- Arabic DTP: The designer has to ensure that the DTP tools and fonts used are compatible with Arabic. Again, ideally DTP or layout should be completed by Arabic native speakers. If not then a careful review by a native linguist is critical to ensure no issues occurred during layout formatting such as text is aligned correctly, no text expansion or corruption, etc..
Top Tips for Translating Brochures in Arabic
The Arabic layout requires RTL "Right to Left" customization. RTL is one of the major factors for translated Arabic brochures and requires professional Arabic desktop publishers with solid experience in RTL modifications.
Whether you are a hotel, chain of restaurants, or tour operator, and whether you want to translate websites, brochures, press releases, travel guides, flyers, menus or any other promotional material, you need to seek the help of a team of knowledgeable translation and DTP professionals who know the language and the culture of the markets where your potential guests reside. Combining an expert team of linguists and project management professionals should greatly influence the outcome of your translation efforts allowing you to guarantee high quality translations that are not only linguistically accurate but also free from cultural errors.
Further Resources on Arabic Language Translation
Globalization Partners International (GPI) has extensive experience localizing marketing materials, technical documents, and large, scalable websites into the Arabic language. We have previously posted a number of useful guides to best practices in this area. Feel free to review our blogs that are particularly relevant:
- What are the differences between Arabic languages?
- Arabic Translation and Localization Challenges
- Speaking the Languages of Online Marketing in UAE
- Translation, Arabization and Advertising Copywriting
- Appropriate Arabic Language Usage for Advertising
You may contact GPI for translation services requirement at firstname.lastname@example.org or in the USA at 1-866-272-5874 and in Dubai at +971502980651 with your specific questions about this market and your project goals. You may also request a complimentary Translation Quote for your project as well.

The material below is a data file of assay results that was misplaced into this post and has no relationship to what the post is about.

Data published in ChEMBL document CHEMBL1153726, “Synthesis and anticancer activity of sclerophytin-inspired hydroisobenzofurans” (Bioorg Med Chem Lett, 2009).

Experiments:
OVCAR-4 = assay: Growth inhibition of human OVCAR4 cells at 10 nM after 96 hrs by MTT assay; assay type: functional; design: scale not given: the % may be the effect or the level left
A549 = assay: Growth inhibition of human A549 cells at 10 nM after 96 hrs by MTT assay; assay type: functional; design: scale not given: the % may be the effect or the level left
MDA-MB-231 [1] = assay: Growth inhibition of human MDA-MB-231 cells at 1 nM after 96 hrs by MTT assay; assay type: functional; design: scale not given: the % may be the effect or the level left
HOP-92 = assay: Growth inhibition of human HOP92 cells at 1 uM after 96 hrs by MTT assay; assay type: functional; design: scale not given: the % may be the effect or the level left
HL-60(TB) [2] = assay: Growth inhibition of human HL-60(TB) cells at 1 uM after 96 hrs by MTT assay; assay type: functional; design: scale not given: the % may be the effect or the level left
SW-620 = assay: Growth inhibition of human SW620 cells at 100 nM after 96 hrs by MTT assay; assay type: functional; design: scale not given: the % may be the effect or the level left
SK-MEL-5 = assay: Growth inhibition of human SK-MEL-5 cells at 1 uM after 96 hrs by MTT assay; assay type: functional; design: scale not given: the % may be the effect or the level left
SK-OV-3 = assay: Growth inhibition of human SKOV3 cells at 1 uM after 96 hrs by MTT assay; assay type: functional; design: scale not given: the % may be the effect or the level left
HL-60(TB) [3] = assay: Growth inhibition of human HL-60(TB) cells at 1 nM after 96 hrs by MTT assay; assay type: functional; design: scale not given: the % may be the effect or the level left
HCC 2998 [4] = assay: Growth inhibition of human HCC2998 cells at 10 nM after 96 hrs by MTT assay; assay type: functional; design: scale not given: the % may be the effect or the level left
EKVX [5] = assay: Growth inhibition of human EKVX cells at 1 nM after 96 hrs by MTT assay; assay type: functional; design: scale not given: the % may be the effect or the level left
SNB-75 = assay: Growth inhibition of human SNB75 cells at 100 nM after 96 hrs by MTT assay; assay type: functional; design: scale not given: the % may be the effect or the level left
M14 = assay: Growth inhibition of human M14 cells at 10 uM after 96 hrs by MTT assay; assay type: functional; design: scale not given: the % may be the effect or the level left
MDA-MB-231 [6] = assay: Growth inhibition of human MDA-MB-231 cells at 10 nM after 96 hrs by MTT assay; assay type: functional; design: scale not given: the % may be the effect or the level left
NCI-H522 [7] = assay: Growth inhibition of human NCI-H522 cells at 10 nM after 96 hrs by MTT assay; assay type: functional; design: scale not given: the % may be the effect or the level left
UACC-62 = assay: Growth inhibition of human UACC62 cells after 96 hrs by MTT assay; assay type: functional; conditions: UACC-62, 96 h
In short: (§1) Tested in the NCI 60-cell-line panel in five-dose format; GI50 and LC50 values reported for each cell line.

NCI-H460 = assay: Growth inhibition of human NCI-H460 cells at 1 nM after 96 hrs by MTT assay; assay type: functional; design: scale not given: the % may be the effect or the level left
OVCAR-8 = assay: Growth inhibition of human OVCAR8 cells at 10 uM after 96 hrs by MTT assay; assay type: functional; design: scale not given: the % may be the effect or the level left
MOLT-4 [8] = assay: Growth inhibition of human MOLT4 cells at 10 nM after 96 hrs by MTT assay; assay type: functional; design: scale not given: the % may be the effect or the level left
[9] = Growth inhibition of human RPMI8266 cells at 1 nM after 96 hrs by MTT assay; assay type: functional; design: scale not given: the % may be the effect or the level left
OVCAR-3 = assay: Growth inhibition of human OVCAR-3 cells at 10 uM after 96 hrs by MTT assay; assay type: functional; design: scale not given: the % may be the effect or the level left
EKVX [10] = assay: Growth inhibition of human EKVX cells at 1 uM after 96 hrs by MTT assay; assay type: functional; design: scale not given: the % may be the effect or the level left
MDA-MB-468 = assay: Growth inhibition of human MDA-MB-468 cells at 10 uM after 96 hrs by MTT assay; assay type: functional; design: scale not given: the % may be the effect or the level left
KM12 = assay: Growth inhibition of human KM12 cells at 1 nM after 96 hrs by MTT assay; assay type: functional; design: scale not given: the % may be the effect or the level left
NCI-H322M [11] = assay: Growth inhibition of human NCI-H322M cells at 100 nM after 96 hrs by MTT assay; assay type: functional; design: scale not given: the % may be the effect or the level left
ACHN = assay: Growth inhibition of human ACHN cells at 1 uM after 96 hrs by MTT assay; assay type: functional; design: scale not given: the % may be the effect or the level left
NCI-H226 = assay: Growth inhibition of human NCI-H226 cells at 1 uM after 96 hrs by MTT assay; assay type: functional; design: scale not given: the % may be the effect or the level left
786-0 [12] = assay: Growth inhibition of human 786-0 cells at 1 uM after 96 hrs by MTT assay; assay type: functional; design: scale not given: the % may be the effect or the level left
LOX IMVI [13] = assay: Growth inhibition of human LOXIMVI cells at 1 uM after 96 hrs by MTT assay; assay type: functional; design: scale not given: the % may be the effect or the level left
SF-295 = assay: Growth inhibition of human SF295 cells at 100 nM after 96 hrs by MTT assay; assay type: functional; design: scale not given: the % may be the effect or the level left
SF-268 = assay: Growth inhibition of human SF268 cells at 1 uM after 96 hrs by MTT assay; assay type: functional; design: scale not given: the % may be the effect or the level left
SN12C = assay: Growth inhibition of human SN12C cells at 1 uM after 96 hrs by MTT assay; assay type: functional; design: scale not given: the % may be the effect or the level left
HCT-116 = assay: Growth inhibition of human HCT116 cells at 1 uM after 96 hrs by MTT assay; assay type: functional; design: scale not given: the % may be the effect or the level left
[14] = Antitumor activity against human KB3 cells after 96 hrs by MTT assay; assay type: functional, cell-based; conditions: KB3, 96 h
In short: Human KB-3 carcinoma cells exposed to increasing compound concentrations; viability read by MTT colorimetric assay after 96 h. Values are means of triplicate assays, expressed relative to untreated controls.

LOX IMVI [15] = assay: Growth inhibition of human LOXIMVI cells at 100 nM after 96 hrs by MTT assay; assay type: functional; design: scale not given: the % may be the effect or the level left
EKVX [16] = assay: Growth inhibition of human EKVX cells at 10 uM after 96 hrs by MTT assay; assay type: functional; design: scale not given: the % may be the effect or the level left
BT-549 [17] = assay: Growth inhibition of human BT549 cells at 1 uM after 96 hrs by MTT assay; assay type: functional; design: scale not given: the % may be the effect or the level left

- Hotel and Hospitality Translation
- Arabic Translation, Hospitality, Hotel Translation, Document Translation
Heba Nady - Global Client Services Manager
Hebatullah Mahmoud Nady (Heba) is a native Arabic speaker who lives in Cairo, Egypt. She has 11 years of experience in client relations and project management, working in different industries, such as publishing, oil and gas and foremost translation and localization. Heba holds a B.A. degree in English Language and Literature from Ain Shams University, and has a great passion for language and culture. She has been actively managing many localization and translation projects for major clients since 2008 and is well versed in a wide range of localization tools and practices. Heba enjoys working with teams from different cultures and bringing people together to achieve a common goal. For her translation is a mission that contributes to enriching Arabic and other cultures and languages. In her free time, Heba likes to read about literature and management, and go site-seeing.